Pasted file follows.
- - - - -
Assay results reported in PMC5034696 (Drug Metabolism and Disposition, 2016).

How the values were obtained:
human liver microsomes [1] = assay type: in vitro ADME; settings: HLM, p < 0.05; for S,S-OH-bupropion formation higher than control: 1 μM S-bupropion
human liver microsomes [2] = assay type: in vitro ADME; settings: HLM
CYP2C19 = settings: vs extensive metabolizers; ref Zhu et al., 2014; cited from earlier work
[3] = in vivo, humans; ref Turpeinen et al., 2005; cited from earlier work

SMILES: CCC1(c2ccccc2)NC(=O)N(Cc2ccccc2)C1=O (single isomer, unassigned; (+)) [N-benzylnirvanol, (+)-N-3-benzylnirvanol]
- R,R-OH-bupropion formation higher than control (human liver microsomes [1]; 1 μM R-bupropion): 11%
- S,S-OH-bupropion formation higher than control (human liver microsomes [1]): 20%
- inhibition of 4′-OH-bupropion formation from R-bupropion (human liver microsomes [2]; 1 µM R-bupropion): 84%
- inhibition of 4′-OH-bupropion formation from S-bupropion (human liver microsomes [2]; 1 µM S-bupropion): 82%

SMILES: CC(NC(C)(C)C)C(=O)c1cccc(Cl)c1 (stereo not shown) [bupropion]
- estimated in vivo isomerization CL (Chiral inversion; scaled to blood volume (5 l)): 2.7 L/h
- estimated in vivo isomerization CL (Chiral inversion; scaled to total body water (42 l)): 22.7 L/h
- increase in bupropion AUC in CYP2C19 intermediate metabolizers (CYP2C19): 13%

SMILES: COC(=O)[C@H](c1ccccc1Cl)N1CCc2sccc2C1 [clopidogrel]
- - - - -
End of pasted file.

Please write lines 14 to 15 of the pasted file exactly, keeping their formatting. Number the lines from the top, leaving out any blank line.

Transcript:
- estimated in vivo isomerization CL (Chiral inversion; scaled to total body water (42 l)): 22.7 L/h
- increase in bupropion AUC in CYP2C19 intermediate metabolizers (CYP2C19): 13%